The Hellenistic-Judaizing Spectrum
After watching this brief lecture from Ryan Reeves a professor at Gordon-Conwell I've decided to use it as something of an object lesson, a framework with which to interact. The information is fairly basic but is viewed and interpreted within a framework that I would argue is something less than Scriptural.
Reeve's views represent what might be described as a typical but certainly flawed understanding of these issues. The usefulness of his lecture comes not in using it as a dead horse to be beat, but as a foil, a framework with which to interact. The right questions and issues are there. The errors of the Gnostics as well as Reeve's erroneous and skewed critique provide an ample opportunity to interact with both streams or currents, for both have long plagued the Body of Christ.
Sometimes the response to Gnosticism can be just as bad and as dangerous as the original error. His thinking is not out of the mainstream but in fact represents an outlook that has come to be the modern orthodox position within conservative Evangelical and confessional circles.
However, I don't believe his position represents historic Protestantism and for many years I laboured within this battlefield contending for the 'historic' Reformed position, one that I used to hold very zealously and dear.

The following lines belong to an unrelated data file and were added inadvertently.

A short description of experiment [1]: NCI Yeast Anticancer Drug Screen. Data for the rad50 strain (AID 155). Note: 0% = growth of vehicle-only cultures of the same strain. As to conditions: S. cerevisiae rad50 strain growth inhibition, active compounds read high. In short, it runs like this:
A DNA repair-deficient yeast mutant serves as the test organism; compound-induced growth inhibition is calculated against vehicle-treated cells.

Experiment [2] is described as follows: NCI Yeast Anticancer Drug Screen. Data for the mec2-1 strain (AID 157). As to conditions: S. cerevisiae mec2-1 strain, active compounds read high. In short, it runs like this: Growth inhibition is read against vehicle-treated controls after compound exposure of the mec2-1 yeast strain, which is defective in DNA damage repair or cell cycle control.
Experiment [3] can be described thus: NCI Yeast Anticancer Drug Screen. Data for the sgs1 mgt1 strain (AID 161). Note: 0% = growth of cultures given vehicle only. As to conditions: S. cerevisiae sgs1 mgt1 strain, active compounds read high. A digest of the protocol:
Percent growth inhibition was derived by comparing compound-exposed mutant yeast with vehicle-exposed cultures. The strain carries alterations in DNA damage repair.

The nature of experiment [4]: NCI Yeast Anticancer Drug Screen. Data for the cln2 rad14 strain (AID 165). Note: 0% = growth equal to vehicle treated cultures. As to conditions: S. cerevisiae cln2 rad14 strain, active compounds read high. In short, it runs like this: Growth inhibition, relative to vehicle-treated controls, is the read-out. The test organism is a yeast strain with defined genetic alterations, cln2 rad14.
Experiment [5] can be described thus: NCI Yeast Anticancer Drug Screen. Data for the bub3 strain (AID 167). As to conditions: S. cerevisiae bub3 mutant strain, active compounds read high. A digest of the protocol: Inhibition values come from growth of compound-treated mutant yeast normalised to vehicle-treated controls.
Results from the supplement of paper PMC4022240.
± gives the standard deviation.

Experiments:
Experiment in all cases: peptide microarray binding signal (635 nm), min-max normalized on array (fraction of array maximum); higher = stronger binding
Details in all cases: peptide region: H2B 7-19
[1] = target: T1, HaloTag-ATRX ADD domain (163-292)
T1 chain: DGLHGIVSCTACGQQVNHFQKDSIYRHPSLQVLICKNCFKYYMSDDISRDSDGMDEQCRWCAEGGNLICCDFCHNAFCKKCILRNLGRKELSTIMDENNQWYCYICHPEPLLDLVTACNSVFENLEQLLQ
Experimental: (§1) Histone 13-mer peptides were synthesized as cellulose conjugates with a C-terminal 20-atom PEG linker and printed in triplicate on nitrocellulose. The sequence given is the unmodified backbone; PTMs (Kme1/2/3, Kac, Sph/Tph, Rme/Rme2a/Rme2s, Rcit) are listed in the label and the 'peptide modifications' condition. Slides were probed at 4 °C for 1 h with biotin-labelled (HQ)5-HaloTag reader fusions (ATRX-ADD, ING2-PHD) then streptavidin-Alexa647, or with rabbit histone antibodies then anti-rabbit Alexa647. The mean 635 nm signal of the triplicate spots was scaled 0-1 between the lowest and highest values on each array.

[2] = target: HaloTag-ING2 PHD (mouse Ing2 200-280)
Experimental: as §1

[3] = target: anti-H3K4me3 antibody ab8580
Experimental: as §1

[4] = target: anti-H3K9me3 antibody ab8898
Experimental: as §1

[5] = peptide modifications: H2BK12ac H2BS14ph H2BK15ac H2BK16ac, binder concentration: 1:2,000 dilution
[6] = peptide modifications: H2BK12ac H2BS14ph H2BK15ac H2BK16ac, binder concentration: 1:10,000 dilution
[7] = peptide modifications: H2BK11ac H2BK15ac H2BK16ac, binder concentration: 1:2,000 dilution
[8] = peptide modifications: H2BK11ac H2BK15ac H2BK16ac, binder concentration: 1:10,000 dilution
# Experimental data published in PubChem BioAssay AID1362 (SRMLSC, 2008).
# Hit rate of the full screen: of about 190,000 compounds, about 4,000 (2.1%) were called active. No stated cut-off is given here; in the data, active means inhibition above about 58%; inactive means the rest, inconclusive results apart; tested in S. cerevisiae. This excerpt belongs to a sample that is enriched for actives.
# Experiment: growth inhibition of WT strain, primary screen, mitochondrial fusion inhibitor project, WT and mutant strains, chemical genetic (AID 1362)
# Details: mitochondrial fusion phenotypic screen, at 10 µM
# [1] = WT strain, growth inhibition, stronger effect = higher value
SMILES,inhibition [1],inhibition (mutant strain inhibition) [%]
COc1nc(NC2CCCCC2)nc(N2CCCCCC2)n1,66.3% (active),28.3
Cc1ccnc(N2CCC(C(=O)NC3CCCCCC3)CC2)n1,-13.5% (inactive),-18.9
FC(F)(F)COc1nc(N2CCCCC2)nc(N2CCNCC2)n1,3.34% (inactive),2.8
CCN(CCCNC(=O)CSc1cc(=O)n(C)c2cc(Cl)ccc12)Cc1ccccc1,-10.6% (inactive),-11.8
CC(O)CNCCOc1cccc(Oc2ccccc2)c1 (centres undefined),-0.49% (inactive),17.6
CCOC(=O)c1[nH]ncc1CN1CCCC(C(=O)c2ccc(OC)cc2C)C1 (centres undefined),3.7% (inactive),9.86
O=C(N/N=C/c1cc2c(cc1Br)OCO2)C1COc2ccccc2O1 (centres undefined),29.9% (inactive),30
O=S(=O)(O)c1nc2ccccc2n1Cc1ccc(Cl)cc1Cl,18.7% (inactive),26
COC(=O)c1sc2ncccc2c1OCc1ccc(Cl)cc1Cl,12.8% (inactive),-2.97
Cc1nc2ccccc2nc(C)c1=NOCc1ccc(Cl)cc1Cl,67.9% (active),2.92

Finally I came to the realisation that though the older generations of Reformed and Protestant leaders did not embrace either the New Calvinism of present popularity or the Quasi-Theonomic Dominionism and Rationalism of modern Reformed and Evangelical Christianity, nevertheless there were deep problems and in many cases the nascent seeds and foundations had been laid for these later if unfortunate developments.
I do subscribe to the Calvin vs. the Calvinists school of thought. I do believe Protestant theology, even the conservative and confessional variety took a bad turn in the 17th century followed by an especially bad turn in the 19th, and embraced forms of rationalism. The effects were wide ranging affecting both theology proper as well as questions concerning Scripture. I also believe that the theology of the 19th century in particular was intertwined with the sociological context and milieu and that these factors have also had a profound effect on how people think and consequently the questions they raise, even in our own day.
Because of false meta-narratives regarding the West, Britain, America or several other organising principles and contexts, theology as a whole took a bad turn and has given us the disastrous and confusing chaos of our own day.
I say this not to champion the old Reformed Orthodoxy but to make a point.
Ryan Reeves does not represent the theology of the Reformers and yet in some respects he might be closer than I am... and in others I am certainly closer than many a 'confessional' 21st century Presbyterian. Whether Reeves is a Presbyterian or not, I have no idea. I would peg him as maybe something of a Reformed Baptist, but I could be wrong, and frankly most Presbyterians are (in my estimation) Baptists in all but name. They may apply water to infants but in doctrine they embrace Baptistic categories and presuppositions.